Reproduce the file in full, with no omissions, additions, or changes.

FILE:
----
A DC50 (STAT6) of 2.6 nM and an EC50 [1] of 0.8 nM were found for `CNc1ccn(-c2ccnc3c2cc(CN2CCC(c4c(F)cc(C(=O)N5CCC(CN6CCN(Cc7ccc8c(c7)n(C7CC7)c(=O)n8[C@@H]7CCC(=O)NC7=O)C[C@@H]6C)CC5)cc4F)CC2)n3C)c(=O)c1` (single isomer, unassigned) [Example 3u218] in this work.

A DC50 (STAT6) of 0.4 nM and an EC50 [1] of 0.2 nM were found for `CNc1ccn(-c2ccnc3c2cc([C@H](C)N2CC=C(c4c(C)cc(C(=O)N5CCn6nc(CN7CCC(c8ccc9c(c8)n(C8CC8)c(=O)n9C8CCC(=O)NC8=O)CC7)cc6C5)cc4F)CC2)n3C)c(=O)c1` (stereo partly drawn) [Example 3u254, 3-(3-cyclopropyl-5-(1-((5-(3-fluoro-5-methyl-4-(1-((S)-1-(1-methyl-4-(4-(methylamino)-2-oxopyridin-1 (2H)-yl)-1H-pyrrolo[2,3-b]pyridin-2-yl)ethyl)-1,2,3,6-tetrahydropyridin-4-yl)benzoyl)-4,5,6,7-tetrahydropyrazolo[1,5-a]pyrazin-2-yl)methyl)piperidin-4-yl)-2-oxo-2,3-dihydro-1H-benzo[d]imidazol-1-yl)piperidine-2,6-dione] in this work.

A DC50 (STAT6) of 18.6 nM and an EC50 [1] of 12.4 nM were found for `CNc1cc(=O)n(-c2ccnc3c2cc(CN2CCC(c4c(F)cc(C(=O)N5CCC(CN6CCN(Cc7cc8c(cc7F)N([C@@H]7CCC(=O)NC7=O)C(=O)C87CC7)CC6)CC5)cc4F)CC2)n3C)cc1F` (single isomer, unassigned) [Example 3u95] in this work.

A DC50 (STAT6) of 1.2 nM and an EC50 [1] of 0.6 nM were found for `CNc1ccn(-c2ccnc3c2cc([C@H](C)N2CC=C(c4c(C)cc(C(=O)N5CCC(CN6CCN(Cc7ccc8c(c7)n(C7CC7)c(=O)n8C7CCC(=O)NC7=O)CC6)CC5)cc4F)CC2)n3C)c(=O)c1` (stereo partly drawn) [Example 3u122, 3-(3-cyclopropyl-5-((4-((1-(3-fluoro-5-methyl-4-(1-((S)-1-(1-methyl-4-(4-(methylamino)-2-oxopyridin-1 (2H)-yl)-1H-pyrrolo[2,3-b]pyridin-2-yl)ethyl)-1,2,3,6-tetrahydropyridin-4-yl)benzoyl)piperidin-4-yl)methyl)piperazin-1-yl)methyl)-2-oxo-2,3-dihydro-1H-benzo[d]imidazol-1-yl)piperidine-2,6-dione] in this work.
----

A DC50 (STAT6) of 2.6 nM and an EC50 [1] of 0.8 nM were found for `CNc1ccn(-c2ccnc3c2cc(CN2CCC(c4c(F)cc(C(=O)N5CCC(CN6CCN(Cc7ccc8c(c7)n(C7CC7)c(=O)n8[C@@H]7CCC(=O)NC7=O)C[C@@H]6C)CC5)cc4F)CC2)n3C)c(=O)c1` (single isomer, unassigned) [Example 3u218] in this work.

A DC50 (STAT6) of 0.4 nM and an EC50 [1] of 0.2 nM were found for `CNc1ccn(-c2ccnc3c2cc([C@H](C)N2CC=C(c4c(C)cc(C(=O)N5CCn6nc(CN7CCC(c8ccc9c(c8)n(C8CC8)c(=O)n9C8CCC(=O)NC8=O)CC7)cc6C5)cc4F)CC2)n3C)c(=O)c1` (stereo partly drawn) [Example 3u254, 3-(3-cyclopropyl-5-(1-((5-(3-fluoro-5-methyl-4-(1-((S)-1-(1-methyl-4-(4-(methylamino)-2-oxopyridin-1 (2H)-yl)-1H-pyrrolo[2,3-b]pyridin-2-yl)ethyl)-1,2,3,6-tetrahydropyridin-4-yl)benzoyl)-4,5,6,7-tetrahydropyrazolo[1,5-a]pyrazin-2-yl)methyl)piperidin-4-yl)-2-oxo-2,3-dihydro-1H-benzo[d]imidazol-1-yl)piperidine-2,6-dione] in this work.

A DC50 (STAT6) of 18.6 nM and an EC50 [1] of 12.4 nM were found for `CNc1cc(=O)n(-c2ccnc3c2cc(CN2CCC(c4c(F)cc(C(=O)N5CCC(CN6CCN(Cc7cc8c(cc7F)N([C@@H]7CCC(=O)NC7=O)C(=O)C87CC7)CC6)CC5)cc4F)CC2)n3C)cc1F` (single isomer, unassigned) [Example 3u95] in this work.

A DC50 (STAT6) of 1.2 nM and an EC50 [1] of 0.6 nM were found for `CNc1ccn(-c2ccnc3c2cc([C@H](C)N2CC=C(c4c(C)cc(C(=O)N5CCC(CN6CCN(Cc7ccc8c(c7)n(C7CC7)c(=O)n8C7CCC(=O)NC7=O)CC6)CC5)cc4F)CC2)n3C)c(=O)c1` (stereo partly drawn) [Example 3u122, 3-(3-cyclopropyl-5-((4-((1-(3-fluoro-5-methyl-4-(1-((S)-1-(1-methyl-4-(4-(methylamino)-2-oxopyridin-1 (2H)-yl)-1H-pyrrolo[2,3-b]pyridin-2-yl)ethyl)-1,2,3,6-tetrahydropyridin-4-yl)benzoyl)piperidin-4-yl)methyl)piperazin-1-yl)methyl)-2-oxo-2,3-dihydro-1H-benzo[d]imidazol-1-yl)piperidine-2,6-dione] in this work.